21      In particular, they claim, first, that the technical nature of the questions raised by the assessment of the measures notified, as put forward by the General Court in paragraph 50 of the judgment under appeal to justify the finding that the exchanges between the Commission and the Greek authorities could not be considered to have been particularly frequent or intense, was not an appropriate criterion, the assessment being technical in each case, taking into account the nature of the test relating to the prudent private investor in a market economy.

22      Secondly, the complex calculations carried out during the preliminary investigation were, the appellants submit, not clear-cut since they involved several rounds of re-calculations and led to the adoption of the additional levy modifying the measures originally notified. The exchanges between the Commission and the Greek authorities were therefore not purely informative or explanatory.

23      Thirdly, the 10-month duration of the preliminary investigation confirmed in itself the existence of serious difficulties.

24      The Commission and OPAP contest the appellants’ arguments. In particular, the Commission considers that the first ground of appeal is inadmissible in its entirety, as the appellants confine themselves to reproducing an argument advanced at first instance. OPAP, for its part, contends that the second part of the first ground of appeal is inadmissible inasmuch as the appellants are asking the Court to carry out an appraisal of the facts.

 Findings of the Court

25      With regard to the alleged inadmissibility of the first ground of appeal in its entirety, suffice it to note that, contrary to what the Commission claims, the appellants do not confine themselves to repeating the arguments put forward at first instance, but contest the Court’s application of EU law in paragraphs 47 to 62 of the judgment under appeal.

26      According to settled case-law of the Court, the points of law examined at first instance may be discussed again in the course of an appeal because, if a party could not base its appeal on pleas in law and arguments already relied on before the General Court, the appeal procedure would be deprived of part of its purpose (judgment of 4 September 2014, Spain v Commission, C‑192/13 P, EU:C:2014:2156, paragraph 45).

27      As regards the admissibility of the second part of the first ground of appeal, it must be noted that, by the argument summarised in paragraphs 21 to 23 of the present judgment, the appellants ask the Court to undertake a fresh appraisal of the facts, as OPAP rightly observes. As such an assessment falls outside the jurisdiction of the Court, those claims must be rejected as being inadmissible.

28      Furthermore, while the arguments put forward in support of the second part of that ground of appeal in paragraph 20 of the present judgment, according to which the General Court failed to carry out a combined assessment of the various elements with which the appellants took issue, are admissible, those arguments are, none the less, based on a misreading of the judgment under appeal. The General Court did proceed, as is clear from paragraphs 60 to 62 of the judgment under appeal, to carry out a combined assessment of those different elements.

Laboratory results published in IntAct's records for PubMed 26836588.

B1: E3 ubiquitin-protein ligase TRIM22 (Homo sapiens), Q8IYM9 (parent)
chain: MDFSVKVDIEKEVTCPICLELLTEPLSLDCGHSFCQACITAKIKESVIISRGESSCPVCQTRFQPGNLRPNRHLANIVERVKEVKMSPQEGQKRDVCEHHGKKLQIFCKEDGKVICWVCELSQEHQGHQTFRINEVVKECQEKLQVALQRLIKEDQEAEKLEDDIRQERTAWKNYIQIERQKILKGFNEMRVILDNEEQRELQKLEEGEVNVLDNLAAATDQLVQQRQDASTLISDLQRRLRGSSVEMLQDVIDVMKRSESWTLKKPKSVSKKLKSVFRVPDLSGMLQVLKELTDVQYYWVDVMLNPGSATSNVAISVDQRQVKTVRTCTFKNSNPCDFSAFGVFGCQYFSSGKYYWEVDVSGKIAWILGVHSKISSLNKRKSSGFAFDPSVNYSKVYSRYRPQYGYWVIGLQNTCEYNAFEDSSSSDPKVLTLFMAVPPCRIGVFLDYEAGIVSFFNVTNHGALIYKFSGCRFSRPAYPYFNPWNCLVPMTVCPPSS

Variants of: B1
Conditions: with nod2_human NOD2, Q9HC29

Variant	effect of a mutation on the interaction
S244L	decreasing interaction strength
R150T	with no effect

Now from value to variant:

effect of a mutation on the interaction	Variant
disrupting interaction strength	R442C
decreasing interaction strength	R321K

29      It follows that the second part of that ground of appeal must be rejected as being in part inadmissible and in part unfounded.

30      As regards the merits of the arguments put forward in the context of the first part of the first ground of appeal, it should be borne in mind that, according to settled case-law, the procedure under Article 108(2) TFEU is essential whenever the Commission has serious difficulties in determining whether aid is compatible with the internal market. Thus, the Commission may confine itself to the preliminary investigation under Article 108(3) TFEU when taking a decision in favour of aid only if it is able to satisfy itself, after an initial examination, that that aid is compatible with the internal market. If, by contrast, the initial examination leads the Commission to the opposite conclusion or even if it does not enable it to resolve all the difficulties involved in determining whether the aid is compatible with the internal market, the Commission is under a duty to carry out all the requisite consultations and for that purpose to initiate the procedure under Article 108(2) TFEU (judgment of 27 October 2011, Austria v Scheucher-Fleisch and Others, C‑47/10 P, EU:C:2011:698, paragraph 70 and the case-law cited).

31      As the criterion of serious difficulties is objective in nature, the existence of such difficulties must be looked for not only in the circumstances in which the Commission’s decision was adopted after the preliminary investigation but also in the assessments upon which the Commission relied (judgment of 27 October 2011, Austria v Scheucher‑Fleisch and Others, C‑47/10 P, EU:C:2011:698, paragraph 71 and the case-law cited).